Student Scholarship Recognition Day (SSRD) was created by the late CLA Dean Larry Cress. The main goal was to provide an avenue for Willamette students to share their exemplary work with their peers, educators, friends, and family. Another goal was to include the papers and projects presented during in a digital archive of student work completed at Willamette. Visit the SSRD web site.
Browsing Student Scholarship Recognition Day by Author "Parker, Jessica"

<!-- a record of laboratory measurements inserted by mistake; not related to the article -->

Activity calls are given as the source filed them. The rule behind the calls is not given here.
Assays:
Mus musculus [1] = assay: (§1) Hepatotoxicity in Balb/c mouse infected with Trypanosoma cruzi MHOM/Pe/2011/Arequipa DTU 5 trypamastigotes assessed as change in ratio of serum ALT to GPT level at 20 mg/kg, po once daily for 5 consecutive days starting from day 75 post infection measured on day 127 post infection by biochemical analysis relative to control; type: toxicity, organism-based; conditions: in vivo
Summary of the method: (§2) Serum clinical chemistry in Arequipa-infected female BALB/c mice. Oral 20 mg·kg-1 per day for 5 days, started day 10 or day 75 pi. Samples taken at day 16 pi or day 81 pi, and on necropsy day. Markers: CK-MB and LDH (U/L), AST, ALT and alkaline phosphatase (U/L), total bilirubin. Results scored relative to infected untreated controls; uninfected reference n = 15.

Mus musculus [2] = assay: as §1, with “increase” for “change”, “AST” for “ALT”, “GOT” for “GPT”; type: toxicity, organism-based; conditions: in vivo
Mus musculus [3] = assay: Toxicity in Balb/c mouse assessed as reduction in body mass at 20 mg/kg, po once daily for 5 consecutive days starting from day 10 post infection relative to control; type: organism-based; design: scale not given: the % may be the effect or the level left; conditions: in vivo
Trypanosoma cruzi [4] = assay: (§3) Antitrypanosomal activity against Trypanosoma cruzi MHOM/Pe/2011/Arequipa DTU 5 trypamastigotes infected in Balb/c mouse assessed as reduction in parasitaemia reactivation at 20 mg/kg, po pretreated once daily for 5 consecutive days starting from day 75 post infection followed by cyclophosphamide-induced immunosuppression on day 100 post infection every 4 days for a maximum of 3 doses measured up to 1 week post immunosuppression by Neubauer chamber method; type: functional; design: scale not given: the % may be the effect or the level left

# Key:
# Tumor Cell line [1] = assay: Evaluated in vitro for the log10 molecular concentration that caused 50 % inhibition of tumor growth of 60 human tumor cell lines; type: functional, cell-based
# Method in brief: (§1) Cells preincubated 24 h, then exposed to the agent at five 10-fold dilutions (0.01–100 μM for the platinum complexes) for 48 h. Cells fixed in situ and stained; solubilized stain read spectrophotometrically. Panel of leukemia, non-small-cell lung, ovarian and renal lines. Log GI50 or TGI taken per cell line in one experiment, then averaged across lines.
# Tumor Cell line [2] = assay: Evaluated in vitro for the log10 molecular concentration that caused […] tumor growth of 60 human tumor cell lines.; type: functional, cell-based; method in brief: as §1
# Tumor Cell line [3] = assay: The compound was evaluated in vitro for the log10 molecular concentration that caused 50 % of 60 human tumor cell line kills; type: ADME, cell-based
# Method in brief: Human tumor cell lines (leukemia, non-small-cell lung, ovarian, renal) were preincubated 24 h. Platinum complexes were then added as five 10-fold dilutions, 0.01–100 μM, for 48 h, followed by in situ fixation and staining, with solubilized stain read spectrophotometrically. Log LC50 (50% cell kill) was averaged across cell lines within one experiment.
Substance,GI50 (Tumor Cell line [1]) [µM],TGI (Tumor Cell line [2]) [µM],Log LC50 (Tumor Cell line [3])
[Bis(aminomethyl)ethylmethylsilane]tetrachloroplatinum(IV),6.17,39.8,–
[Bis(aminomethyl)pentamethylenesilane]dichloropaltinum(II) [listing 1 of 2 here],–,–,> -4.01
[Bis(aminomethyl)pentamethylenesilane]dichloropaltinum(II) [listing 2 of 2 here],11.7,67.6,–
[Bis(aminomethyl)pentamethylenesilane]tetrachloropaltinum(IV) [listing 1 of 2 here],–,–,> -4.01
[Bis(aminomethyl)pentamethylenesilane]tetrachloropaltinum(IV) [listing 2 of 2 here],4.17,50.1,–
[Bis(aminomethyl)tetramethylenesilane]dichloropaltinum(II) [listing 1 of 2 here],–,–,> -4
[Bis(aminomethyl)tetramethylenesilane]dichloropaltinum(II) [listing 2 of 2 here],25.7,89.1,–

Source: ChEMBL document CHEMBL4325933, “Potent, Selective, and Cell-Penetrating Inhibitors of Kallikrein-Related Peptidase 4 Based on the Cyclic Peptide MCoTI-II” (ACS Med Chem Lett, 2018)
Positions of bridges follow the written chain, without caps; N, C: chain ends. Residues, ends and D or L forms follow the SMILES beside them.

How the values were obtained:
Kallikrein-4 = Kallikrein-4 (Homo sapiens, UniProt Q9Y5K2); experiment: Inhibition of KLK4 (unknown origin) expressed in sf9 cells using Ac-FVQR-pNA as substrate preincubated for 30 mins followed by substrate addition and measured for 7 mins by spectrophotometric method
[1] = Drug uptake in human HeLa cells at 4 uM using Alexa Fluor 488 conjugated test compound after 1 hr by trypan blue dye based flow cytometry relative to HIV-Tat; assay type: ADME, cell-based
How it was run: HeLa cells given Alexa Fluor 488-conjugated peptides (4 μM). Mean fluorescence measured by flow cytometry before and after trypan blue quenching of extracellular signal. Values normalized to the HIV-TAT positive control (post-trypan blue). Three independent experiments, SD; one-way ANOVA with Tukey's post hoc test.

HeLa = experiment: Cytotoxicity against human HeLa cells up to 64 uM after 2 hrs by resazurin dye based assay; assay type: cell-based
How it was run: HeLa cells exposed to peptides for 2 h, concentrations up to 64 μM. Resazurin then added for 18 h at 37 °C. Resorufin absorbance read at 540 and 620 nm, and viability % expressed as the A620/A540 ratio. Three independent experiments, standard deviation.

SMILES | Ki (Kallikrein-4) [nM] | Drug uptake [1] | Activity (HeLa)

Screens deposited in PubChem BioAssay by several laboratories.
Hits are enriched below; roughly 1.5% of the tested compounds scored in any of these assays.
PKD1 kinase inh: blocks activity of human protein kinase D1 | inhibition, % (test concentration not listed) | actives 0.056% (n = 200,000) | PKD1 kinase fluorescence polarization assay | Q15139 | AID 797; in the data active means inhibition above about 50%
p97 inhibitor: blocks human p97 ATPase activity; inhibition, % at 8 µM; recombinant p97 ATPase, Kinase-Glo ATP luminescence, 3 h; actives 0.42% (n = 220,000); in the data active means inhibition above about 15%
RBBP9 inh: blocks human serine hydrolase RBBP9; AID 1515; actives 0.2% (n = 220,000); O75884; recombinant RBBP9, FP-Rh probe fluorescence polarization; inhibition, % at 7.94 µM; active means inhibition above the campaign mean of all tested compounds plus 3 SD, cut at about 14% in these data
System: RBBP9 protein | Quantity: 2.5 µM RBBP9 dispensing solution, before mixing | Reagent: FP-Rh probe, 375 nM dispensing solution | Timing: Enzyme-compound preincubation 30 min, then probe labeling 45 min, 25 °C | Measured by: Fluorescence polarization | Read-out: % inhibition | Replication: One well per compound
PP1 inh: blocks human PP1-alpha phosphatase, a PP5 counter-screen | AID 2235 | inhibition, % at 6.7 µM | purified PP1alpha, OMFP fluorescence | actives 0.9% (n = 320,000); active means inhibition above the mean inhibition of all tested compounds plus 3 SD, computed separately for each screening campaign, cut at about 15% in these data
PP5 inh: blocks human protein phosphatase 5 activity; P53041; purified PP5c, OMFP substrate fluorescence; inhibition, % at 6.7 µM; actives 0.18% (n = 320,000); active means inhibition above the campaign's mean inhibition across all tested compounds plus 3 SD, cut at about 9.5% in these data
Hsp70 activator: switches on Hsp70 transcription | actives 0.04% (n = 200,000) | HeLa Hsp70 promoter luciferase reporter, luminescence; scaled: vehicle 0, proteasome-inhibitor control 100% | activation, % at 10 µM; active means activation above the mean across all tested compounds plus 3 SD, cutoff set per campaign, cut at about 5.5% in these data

Serial murder is by no means a postmodern phenomenon exclusive to the United States. There are many documented cases of serial murder in various parts of the world prior to the twentieth-century, and countless more have occurred since. For example, Hickey (1985) found 47 serial murderer cases in foreign countries and Smith (1987) describes a number of serial murderers from southern and southeast Asia, Europe, and England. One of the most well-known cases of serial murder is by London’s unidentified “Jack the Ripper” who killed several prostitutes in 1888 (Seltzer 1998). Despite the abundance of universal cases, the American fascination with serial murder, especially the individual offenders of these crimes, has increased dramatically within the past 50 years. The crime of serial murder is discussed in the media via talk shows and news reports, is portrayed in fictional books and Hollywood films, and is studied at length by academic scholars. More remarkable is the individual serial murderer as an American pop culture icon. Beyond the ordinary biographies and documentaries there exists a whole subset of commodities created to glamorize the serial murderer, such as trading cards, comic books, magazines, and “murderabilia” (Fox and Levin 2005). Additionally, certain serial murderers receive recognition and fame through the mainstream media. For example, Jeffery Dahmer was on the cover of People and was chosen by this magazine as one of its “25 Most Intriguing People of 1991” (Fox and Levin 1994).